Art, Music, and Film

Stuck at Home? These 12 Famous Museums Offer Virtual Tours You Can Take on Your Couch (Video)

Preserving the Stories of America “Folkstreams is a non-profit dedicated to finding, preserving, contextualizing, and showcasing documentary films on American traditional cultures.”

Books, Libraries, Writing, and Language

The Library of Congress Wants You to Help Transcribe Walt Whitman’s Poems & Letters: Almost 4000 Unpublished Documents Are Waiting

Corona Virus | COVID-19

Duke University Press Open Access: Contagious: Cultures, Carriers, and the Outbreak Narrative

H/T Jeff Carlson: Malia Jones, PhD, MPH What I think about COVID-19 this morning
March 5, 2020
“Maybe I’m the closest thing you personally know to an infectious disease epidemiologist. Maybe not–I’m not an expert on this virus by any stretch, but I have general knowledge and training from studying epidemics that is applicable, so here are my thoughts.”

How To Disinfect an iPhone I’m seeing lots of references to using Isopropyl alcohol or household spray disinfectants on smart phones. Please don’t do this as cavalierly as it sounds. Use a little caution. That glass is coated; there are open ports that really don’t need even very fine drops of liquid in them. See also: Your phone screen is covered with germs. Here’s how to clean it and Apple’s updated Is it OK to Disinfect my iPhone (Yes, yes it is.

Using a 70 percent isopropyl alcohol wipe or Clorox Disinfecting Wipes, you may gently wipe the hard, nonporous surfaces of your Apple product, such as the display, keyboard, or other exterior surfaces. Don’t use bleach. Avoid getting moisture in any opening, and don’t submerge your Apple product in any cleaning agents. Don’t use on fabric or leather surfaces.

Via TPM: Amazing Report from Shanghai

This genius PSA generator pairs hand-washing instructions with any song lyrics you like

Hand Sanitizer And Coronavirus: Not All Of It Will Work

According to the CDC, hand sanitizers should be at least 60 percent alcohol, especially if you apply it correctly as a substitute for washing hands in a pinch (but if you can wash your hands, definitely do that). Yet plenty of alcohol-free hand sanitizers are sold out or in high demand on Amazon as well, which means that customers are buying and using them, even though they don’t work as well.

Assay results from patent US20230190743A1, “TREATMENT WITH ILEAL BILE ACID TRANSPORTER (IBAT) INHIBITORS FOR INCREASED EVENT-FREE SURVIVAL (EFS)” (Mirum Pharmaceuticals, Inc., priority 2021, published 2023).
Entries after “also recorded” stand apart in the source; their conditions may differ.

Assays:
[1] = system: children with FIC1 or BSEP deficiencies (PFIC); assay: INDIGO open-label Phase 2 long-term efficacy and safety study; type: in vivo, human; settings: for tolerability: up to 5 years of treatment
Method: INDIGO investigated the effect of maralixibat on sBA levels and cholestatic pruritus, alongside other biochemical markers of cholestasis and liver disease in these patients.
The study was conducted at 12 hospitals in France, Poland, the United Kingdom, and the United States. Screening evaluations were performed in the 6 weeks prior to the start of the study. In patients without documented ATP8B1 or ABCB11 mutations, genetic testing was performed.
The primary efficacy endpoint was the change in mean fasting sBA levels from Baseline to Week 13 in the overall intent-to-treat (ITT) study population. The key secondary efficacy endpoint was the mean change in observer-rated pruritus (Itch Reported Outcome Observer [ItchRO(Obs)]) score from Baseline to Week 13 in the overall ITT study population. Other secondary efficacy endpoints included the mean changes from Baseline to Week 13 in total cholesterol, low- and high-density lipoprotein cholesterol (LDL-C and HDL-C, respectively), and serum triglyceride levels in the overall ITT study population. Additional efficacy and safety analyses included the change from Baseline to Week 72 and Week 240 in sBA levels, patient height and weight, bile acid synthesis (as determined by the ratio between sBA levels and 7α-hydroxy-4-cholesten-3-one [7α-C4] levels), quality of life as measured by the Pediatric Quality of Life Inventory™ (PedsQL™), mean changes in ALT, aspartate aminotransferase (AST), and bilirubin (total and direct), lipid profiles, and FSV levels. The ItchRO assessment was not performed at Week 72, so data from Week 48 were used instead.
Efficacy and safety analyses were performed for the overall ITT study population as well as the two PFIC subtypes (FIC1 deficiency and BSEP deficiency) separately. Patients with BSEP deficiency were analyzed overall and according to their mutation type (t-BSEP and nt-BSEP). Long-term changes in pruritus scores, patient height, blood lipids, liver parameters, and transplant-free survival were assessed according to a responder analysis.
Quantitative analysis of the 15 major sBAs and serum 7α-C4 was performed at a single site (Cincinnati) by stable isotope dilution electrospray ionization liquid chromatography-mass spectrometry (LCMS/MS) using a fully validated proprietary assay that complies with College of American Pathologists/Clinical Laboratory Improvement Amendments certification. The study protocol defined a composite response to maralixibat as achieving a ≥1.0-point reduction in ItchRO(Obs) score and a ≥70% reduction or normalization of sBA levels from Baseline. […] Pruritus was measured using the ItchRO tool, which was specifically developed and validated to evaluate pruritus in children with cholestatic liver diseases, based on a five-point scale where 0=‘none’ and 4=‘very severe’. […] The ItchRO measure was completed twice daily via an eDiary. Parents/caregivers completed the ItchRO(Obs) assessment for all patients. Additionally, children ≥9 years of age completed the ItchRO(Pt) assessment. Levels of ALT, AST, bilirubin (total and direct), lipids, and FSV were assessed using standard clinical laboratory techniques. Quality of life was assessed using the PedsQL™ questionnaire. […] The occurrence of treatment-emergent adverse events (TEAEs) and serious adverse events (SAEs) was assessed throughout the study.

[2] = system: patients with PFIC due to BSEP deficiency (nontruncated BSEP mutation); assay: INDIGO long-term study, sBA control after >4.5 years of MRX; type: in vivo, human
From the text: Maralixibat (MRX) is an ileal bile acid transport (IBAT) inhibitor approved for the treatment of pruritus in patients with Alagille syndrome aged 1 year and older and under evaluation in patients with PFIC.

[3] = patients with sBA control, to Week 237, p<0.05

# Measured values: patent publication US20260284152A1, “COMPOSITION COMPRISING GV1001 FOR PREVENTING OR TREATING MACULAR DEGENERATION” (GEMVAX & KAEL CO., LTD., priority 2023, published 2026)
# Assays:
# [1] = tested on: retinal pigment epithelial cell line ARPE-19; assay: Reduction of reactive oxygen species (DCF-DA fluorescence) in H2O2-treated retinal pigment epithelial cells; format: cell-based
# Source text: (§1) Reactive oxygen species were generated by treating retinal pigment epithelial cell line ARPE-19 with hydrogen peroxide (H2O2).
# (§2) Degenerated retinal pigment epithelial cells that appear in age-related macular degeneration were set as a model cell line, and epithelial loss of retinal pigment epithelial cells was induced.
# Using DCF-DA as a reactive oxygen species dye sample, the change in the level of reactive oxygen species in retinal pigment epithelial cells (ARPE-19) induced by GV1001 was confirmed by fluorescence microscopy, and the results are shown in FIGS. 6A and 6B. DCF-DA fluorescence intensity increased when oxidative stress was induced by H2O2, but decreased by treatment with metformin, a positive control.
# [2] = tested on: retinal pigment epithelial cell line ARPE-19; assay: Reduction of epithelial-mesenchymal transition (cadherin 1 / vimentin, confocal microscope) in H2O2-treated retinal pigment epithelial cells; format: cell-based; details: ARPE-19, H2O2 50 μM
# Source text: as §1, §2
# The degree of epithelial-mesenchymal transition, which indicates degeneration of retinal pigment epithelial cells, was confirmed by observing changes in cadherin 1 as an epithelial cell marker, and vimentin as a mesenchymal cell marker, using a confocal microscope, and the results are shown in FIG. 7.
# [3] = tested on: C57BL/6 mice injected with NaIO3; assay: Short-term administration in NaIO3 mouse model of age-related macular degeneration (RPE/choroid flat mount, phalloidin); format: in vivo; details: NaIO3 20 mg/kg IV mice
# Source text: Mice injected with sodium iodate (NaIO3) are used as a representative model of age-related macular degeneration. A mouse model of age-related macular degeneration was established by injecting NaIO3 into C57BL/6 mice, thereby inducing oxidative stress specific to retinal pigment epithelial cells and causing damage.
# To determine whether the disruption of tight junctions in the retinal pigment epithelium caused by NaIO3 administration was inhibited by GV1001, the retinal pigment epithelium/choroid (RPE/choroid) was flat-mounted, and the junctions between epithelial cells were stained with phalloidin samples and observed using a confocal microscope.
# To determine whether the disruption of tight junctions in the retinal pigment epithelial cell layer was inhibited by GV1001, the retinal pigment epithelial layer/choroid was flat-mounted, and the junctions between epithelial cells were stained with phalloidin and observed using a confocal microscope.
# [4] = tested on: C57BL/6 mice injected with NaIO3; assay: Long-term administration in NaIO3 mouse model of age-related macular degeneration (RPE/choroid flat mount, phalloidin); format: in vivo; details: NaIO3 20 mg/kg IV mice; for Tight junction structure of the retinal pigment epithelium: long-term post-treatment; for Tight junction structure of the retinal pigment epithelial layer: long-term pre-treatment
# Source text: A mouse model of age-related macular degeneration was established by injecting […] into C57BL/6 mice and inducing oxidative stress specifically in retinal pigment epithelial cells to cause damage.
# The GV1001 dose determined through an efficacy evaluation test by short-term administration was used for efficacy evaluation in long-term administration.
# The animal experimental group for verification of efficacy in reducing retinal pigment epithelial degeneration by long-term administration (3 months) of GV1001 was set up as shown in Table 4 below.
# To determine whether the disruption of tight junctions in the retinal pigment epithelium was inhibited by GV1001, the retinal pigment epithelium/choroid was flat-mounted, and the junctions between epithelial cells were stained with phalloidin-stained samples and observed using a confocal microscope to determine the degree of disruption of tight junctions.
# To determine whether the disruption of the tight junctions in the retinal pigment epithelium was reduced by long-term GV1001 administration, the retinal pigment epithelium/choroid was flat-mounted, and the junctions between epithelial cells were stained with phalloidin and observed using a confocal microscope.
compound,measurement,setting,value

Elizabeth Warren Helps Snl Roast Fox News’ Coronavirus Coverage

How to Politely Avoid a Handshake

How to Deal With a Quarantine If You’re Struggling Emotionally

Facts about novel coronavirus and how to prevent COVID-19

I had COVID-19 and here is my story. I made this post public out of several requests from my friends who asked me to share. I hope it gives you some good information and peace of mind!

Via NPR an anonymous Chinese journalist on live in a post Coronavirus locked-down Wuhan China: Personal Essay: Coronavirus Lockdown Is A ‘Living Hell’

What has happened in Wuhan is as if your house caught on fire and all your neighbors knew but forbade you from jumping out of the window. Only until the fire is out of control, and the entire town ablaze, do they slowly begin taking responsibility while highlighting their own heroic efforts.

Go read this report on how coronavirus started spreading in Seattle

See also: Seattle’s Patient Zero Spread Coronavirus Despite Ebola-Style Lockdown

‘Who’s Going To Help Them?’: Caregivers Brace For The Spread Of Coronavirus

Palli Thordarson a professor at the School of Chemistry at the University of New South Wales, Sydney on why soap works so very well at killing viruses. Deadly viruses are no match for plain, old soap — here’s the science behind it This piece is the result of @PalliThordarson Palli Thordarson’s Twitter thread: Why does soap work so well on the SARS-CoV-2, the coronavirus and indeed most viruses?

Coronavirus: Why You Must Act Now “The only way to prevent this is social distancing today. Not tomorrow. Today. That means keeping as many people home as possible, starting now.”

Why Washington state is at the center of the US coronavirus outbreak